2012 Houston 5–7 4–4 T-3rd (West)
Houston Cougars (American Athletic Conference) (2013–2014)
2013 Houston 8–5 5–3 4th L BBVA Compass
2014 Houston 7–5 5–3 T–4th Armed Forces[note 2]
Houston: 21–17 14–10
Total: 21–17
      National championship         Conference title         Conference division title


  1. ^ a b c Levine coached the 2012 TicketCity Bowl after head coach Kevin Sumlin resigned with a 12–1 (8–0 C-USA) record.
  2. ^ David Gibbs coached the 2015 Armed Forces Bowl after Levine was fired.


  1. ^ a b "Tony Levine". ArenaFan. Retrieved 2012-10-16. 
  2. ^ Todd Zolecki (May 10, 1996). "Levine extends football career with Minnesota Fighting Pike". Minnesota Daily. Retrieved August 17, 2012.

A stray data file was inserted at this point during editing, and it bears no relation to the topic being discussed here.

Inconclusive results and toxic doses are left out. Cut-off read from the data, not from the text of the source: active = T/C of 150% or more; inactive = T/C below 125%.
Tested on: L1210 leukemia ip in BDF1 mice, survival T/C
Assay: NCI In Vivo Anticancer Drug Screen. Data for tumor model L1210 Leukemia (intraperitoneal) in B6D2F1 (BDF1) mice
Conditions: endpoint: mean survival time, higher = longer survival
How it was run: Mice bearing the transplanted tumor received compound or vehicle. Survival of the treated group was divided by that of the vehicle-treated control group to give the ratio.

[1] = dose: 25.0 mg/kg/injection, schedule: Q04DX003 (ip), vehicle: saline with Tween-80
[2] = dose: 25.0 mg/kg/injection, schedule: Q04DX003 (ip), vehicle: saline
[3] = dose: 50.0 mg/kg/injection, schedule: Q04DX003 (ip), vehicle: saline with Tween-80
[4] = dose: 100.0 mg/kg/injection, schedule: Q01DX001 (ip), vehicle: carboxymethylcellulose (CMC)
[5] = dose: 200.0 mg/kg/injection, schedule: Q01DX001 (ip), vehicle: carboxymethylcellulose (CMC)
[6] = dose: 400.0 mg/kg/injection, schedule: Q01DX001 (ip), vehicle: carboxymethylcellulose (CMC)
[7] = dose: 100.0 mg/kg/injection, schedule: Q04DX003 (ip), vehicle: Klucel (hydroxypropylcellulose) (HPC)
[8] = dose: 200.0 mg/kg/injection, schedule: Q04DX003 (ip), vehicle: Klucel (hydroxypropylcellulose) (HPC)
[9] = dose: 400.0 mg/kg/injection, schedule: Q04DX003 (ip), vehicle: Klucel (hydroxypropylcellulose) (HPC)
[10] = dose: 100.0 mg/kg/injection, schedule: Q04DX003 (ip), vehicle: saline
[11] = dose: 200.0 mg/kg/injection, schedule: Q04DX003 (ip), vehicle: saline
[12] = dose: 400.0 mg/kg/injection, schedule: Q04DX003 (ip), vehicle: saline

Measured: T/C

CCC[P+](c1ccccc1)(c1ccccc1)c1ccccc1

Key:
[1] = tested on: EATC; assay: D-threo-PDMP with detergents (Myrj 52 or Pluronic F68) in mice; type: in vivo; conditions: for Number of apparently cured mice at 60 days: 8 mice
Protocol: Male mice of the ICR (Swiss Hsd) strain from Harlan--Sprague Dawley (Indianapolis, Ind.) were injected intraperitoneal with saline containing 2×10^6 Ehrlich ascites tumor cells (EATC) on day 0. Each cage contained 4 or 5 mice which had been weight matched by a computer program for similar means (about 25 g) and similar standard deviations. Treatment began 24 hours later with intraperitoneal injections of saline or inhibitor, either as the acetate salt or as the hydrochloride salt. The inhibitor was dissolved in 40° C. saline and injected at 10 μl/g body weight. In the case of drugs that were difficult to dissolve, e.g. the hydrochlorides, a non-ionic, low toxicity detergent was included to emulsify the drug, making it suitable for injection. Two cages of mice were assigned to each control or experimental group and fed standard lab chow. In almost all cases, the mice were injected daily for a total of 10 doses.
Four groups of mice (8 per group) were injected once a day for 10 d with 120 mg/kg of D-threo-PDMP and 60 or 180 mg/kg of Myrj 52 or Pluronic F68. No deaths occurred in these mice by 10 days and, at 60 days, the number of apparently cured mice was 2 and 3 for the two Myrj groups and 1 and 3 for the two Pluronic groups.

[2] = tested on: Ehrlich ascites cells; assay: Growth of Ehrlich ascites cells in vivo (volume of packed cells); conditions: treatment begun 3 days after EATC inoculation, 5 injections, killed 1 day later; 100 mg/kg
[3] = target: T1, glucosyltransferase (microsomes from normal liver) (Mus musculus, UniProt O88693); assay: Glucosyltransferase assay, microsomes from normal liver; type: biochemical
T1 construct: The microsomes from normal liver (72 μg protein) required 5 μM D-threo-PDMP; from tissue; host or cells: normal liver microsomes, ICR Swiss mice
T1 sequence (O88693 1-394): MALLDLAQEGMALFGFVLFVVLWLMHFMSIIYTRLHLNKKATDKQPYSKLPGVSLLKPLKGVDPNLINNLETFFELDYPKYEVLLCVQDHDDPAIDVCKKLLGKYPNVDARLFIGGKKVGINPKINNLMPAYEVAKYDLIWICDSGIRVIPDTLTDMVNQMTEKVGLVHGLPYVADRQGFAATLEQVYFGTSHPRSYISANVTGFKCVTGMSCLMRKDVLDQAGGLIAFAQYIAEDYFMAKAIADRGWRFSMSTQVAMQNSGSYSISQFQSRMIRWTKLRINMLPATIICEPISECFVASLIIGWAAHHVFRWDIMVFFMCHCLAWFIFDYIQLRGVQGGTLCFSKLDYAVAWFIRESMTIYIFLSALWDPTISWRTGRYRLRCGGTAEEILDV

3. ^ a b c d e Jones, David (2011-12-30). "Penn State will face jazzy Houston Cougars offense and their jazz-loving new coach Tony Levine". The Patriot-News. Retrieved 2012-10-17. 
  4. ^ a b Valderas, Andrew (October 18, 2013). "Levine travels lengthy path to UH's top job". The Daily Cougar. Retrieved October 18, 2013. 
  5. ^ Walters, Charley (2012-04-07). "Charley Walters: Notre Dame's Harrison Smith fits Vikings' needs". St. Paul Pioneer Press. Retrieved 2012-10-15. 
  6. ^ Duarte, Joseph (2012-08-28). "UH coach Levine's old home was deathly quiet". Houston Chronicle. Retrieved 2012-10-30. 
  7. ^ Berman, Mark. Kevin Sumlin is Leaving the University of Houston. KRIV, 2011-12-10.
  8. ^ Khan, Sam Jr. Sumlin leaves post as UH head coach. Houston Chronicle, 2011-12-10.
  9. ^ Source: Kevin Sumlin to coach A&M. ESPN, 2011-12-10.
  10. ^
  11. ^ Bruce Feldman (December 31, 2016). "Purdue's Jeff Brohm adds former Houston head coach Tony Levine to his staff". Fox Sports. Retrieved December 31, 2016. 

External links[edit]